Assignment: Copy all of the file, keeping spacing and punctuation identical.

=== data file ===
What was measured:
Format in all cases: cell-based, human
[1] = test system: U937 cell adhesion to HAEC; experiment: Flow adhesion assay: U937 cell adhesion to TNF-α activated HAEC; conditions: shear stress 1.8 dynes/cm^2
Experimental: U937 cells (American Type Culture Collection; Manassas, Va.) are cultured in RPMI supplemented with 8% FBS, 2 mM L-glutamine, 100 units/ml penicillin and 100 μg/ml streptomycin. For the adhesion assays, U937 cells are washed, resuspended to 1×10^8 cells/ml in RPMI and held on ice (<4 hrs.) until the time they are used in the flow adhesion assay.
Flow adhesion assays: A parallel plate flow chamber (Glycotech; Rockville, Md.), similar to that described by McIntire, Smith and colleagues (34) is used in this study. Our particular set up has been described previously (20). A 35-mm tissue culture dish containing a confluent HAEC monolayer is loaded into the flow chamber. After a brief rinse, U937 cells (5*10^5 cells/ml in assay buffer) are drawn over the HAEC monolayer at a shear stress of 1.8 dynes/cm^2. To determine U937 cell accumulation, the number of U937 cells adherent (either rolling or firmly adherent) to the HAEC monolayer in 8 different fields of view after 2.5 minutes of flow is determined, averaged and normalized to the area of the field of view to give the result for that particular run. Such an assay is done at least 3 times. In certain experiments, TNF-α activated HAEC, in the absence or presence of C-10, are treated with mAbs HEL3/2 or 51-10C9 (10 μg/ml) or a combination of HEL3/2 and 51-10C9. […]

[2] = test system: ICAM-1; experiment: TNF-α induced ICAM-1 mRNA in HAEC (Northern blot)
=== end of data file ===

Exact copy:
What was measured:
Format in all cases: cell-based, human
[1] = test system: U937 cell adhesion to HAEC; experiment: Flow adhesion assay: U937 cell adhesion to TNF-α activated HAEC; conditions: shear stress 1.8 dynes/cm^2
Experimental: U937 cells (American Type Culture Collection; Manassas, Va.) are cultured in RPMI supplemented with 8% FBS, 2 mM L-glutamine, 100 units/ml penicillin and 100 μg/ml streptomycin. For the adhesion assays, U937 cells are washed, resuspended to 1×10^8 cells/ml in RPMI and held on ice (<4 hrs.) until the time they are used in the flow adhesion assay.
Flow adhesion assays: A parallel plate flow chamber (Glycotech; Rockville, Md.), similar to that described by McIntire, Smith and colleagues (34) is used in this study. Our particular set up has been described previously (20). A 35-mm tissue culture dish containing a confluent HAEC monolayer is loaded into the flow chamber. After a brief rinse, U937 cells (5*10^5 cells/ml in assay buffer) are drawn over the HAEC monolayer at a shear stress of 1.8 dynes/cm^2. To determine U937 cell accumulation, the number of U937 cells adherent (either rolling or firmly adherent) to the HAEC monolayer in 8 different fields of view after 2.5 minutes of flow is determined, averaged and normalized to the area of the field of view to give the result for that particular run. Such an assay is done at least 3 times. In certain experiments, TNF-α activated HAEC, in the absence or presence of C-10, are treated with mAbs HEL3/2 or 51-10C9 (10 μg/ml) or a combination of HEL3/2 and 51-10C9. […]

[2] = test system: ICAM-1; experiment: TNF-α induced ICAM-1 mRNA in HAEC (Northern blot)